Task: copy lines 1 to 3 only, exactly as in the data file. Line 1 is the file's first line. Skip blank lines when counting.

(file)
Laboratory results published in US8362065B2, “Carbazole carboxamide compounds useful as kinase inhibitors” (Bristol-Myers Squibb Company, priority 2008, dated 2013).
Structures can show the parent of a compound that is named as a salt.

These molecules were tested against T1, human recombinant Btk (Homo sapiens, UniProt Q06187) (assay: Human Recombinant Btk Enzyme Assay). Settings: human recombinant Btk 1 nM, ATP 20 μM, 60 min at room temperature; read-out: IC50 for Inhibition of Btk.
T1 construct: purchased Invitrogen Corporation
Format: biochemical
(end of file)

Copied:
Laboratory results published in US8362065B2, “Carbazole carboxamide compounds useful as kinase inhibitors” (Bristol-Myers Squibb Company, priority 2008, dated 2013).
Structures can show the parent of a compound that is named as a salt.

These molecules were tested against T1, human recombinant Btk (Homo sapiens, UniProt Q06187) (assay: Human Recombinant Btk Enzyme Assay). Settings: human recombinant Btk 1 nM, ATP 20 μM, 60 min at room temperature; read-out: IC50 for Inhibition of Btk.